Thursday, May 21, 2009


One of the stones on my wish list from Tucson this year was Hackmanite, however the only stones I saw were translucent at best - so imagine my surprise when Pala International posted this beauty for sale!

The May Gem News from Pala International reports that:

Hackmanite is a phenomenal variety of sodalite and a member of the feldspathoid group, hackmanite is mostly found in a translucent cabochon form. This month we feature a transparent faceted hackmanite from Afghanistan. This gem is near-flawless and exhibits all the unusual optical characteristics associated with hackmanite.

Hackmanite is known for its unique color-shift phenomenon when subjected to warm white light or daylight. The phenomenon is known as tenebrescence. Hackmanite will often increase in saturation when allowed to be “charged up” in daylight and sometimes shifts between lavender and magenta hues. Long-wave ultraviolet light also brings out an amazing fluorescence, as seen directly below; in this case we see a glowing orange/yellow hue. The distinctive color phenomena are derived from the sulphur component in hackmanite’s chemistry. Light can polymerize the sulphur into different-length molecules and ions that, in turn, have different colors. (Thanks to Dr. George R. Rossman for clarification of the color phenomena science. See this Caltech webpage for more on the sodalite group.)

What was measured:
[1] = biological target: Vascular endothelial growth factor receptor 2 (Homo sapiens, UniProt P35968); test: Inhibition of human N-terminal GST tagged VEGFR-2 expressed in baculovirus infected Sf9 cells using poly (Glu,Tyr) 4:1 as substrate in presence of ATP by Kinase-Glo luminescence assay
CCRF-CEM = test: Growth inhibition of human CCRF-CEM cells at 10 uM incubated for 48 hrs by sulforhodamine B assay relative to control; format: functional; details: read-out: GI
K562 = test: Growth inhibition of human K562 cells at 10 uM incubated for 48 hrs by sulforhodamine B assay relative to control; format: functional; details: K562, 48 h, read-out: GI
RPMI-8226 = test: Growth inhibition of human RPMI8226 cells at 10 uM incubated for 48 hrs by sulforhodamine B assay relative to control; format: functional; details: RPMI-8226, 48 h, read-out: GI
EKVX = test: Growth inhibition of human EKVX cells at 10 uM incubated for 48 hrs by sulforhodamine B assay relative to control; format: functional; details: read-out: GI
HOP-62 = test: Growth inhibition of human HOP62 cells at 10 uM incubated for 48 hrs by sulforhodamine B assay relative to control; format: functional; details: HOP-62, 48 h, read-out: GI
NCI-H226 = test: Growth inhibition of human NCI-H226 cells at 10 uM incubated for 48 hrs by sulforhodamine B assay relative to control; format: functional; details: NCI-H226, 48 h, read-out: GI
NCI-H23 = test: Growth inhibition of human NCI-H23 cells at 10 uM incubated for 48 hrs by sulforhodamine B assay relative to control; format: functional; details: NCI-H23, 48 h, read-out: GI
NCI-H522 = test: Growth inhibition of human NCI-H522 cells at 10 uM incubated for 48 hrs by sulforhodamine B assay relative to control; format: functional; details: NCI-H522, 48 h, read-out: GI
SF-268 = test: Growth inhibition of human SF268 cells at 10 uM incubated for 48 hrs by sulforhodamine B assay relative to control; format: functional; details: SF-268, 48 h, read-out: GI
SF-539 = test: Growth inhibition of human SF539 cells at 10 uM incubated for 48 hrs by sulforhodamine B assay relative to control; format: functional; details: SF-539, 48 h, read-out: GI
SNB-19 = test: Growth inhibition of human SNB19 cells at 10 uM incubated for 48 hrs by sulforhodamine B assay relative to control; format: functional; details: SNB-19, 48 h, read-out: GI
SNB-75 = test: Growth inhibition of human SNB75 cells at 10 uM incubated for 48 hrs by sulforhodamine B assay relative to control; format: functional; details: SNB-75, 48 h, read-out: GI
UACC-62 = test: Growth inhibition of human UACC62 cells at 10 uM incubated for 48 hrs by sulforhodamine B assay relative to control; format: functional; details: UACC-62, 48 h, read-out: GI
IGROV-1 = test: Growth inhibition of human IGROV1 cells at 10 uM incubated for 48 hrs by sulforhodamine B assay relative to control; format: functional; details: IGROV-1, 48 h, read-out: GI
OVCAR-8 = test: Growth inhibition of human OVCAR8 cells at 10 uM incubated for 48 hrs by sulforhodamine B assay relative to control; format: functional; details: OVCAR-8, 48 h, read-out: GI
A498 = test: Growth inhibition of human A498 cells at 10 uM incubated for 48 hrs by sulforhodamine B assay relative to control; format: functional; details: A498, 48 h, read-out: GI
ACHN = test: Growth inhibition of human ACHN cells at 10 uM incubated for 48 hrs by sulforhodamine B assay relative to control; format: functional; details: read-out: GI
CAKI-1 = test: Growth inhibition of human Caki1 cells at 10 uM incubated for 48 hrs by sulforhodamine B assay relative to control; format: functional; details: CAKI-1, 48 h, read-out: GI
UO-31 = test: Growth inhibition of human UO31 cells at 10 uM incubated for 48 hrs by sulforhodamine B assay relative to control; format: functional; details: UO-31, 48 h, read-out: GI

This stone is the May Featured Stone: Lavender hackmanite from Afghanistan, 7.87 carats, 16.28 x 11.08 x 8.64 mm. Inventory #17382. (Photo: Mia Dixon)
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